Women in Massachusetts are better educated than men but still earn less, Black residents lag far behind white residents in most measures of wellness — a gap that has gotten worse since 2005 — and Asian residents in the state generally are doing about as well as white people.
Those findings are according to data released Thursday by the Cambridge-based American Academy of Arts and Sciences, part of a new way to evaluate the nation's economic success collected by the academy's Commission on Reimagining our Economy, or CORE.
Katherine Newman, a member of the commission, told GBH News that the county-level data goes beyond purely economic metrics that have traditionally been used to measure the U.S. economy.
“We have for many, many decades focused on particular metrics that don't really measure how Americans feel about their security or the extent to which they experience economic security,” she said.
Newman, now the provost at the University of California, says part of the power of the CORE Score metric is that the data drills down to the county level. “Most of the metrics we look at are national metrics — national unemployment metrics, for example,” she said. “But there are huge variations that really impact people because people don't live in the nation. They live in a place.”
The academy describes its new datasetas a “wellbeing” score, though it takes in more than health and wealth. The score is made up of 11 different datasets across four categories: economic security (including household spending power and housing costs); economic opportunity (including education and wage growth); health (defined by life expectancy and health insurance coverage); and political voice (measuring voter turnout and civic engagement).
“Wellness has to do with how people feel about their lives, frankly, if they see opportunities for themselves, if they see their current situation as positive, if they feel that they have impact on their community,” said David Oxtoby, the academy’s president. “If they feel that there are possibilities for them in life, that to me is at the center of wellness.”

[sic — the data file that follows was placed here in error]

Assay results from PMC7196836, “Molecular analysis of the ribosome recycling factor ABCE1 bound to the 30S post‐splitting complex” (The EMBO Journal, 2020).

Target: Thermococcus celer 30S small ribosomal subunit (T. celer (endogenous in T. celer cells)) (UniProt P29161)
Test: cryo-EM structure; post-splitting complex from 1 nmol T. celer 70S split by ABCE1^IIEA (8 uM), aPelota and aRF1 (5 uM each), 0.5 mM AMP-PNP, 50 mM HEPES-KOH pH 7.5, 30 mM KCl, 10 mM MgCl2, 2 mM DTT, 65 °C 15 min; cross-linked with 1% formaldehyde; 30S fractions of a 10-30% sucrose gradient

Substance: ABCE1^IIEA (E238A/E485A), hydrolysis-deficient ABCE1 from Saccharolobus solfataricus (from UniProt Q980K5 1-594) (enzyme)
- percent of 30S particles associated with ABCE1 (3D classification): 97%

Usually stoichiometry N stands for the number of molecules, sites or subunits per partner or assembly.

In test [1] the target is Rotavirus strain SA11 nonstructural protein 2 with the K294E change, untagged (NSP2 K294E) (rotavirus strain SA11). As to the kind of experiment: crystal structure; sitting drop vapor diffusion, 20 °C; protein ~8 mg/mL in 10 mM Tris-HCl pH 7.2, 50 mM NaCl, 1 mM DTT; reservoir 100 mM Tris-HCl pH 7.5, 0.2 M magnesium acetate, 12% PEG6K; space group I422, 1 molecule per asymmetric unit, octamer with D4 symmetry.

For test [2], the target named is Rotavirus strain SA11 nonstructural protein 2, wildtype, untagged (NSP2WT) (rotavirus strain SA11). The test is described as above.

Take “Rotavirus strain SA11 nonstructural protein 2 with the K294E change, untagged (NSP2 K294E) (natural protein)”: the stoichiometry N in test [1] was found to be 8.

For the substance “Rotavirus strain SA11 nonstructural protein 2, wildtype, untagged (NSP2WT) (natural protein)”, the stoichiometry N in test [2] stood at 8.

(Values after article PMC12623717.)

Using these metrics, Massachusetts has among the highest wellbeing scores in the nation, at 5.93 on a scale of 1-10. No state has a score higher than 6.
But inside that score, the data drills down into regional and demographic differences. The wellbeing score on Cape Cod is 5.98, for example; in Hampden County, which covers Springfield, the score is only 4.25.
And while white and Asian populations in Massachusetts have wellbeing scores over 6, the Hispanic wellbeing score is 5.52 and the Black score is only 5.1. These differences are largely the result of lower education and wage growth for the state’s communities of color. GBH News has previously reported that there are vast disparities in the wealth of local Asian populations that tend to be masked in data showing Asian success.
Of course, like any data-led analysis, the CORE Score metric is limited by the data points the commission chose to include or exclude. So while the dataset includes measures of political engagement and housing costs, it does not include other quality-of-life measures like incarceration rates or access to quality public schools.
Oxtoby said part of the purpose of the CORE Score is to allow people to compare communities across the state and investigate why they may be doing better or worse than the county next door. “We’d like to maybe get a little competitive spirit in this,” he said.
The commission has largely not drawn specific state-level conclusions from the data, but the academy also released a new report Thursday with a series of recommendations to broadly improve wellbeing nationwide. Some of them are fairly simple, like eliminating licensing requirements for non-health and safety careers like hair stylists. Others, such as redesigning the way family income is calculated for the purpose of qualifying for social service programs, would be more involved.
And some of the academy’s proposals are specifically targeted at repairing the effects of past discrimination. The report suggests extending federal GI Bill housing and education benefits to the families of Black World War II veterans who were in many cases excluded from the program when it was launched in the 1940s. The commission also proposes significant investments in helping strengthen the governing apparatuses — such as courts and administrative agencies — of Native American tribes, to help them achieve more independent authority.
The commission behind the new metric and report will soon stop meeting after working on the project for two years. Oxtoby said the plan is to keep updating the data so that, over time, it can become a go-to reference for evaluating economic and social progress.
Editor's note: One of the co-chairs of the Commission on Reimagining our Economy is Ann Fudge, who is also chair of the GBH Board of Trustees.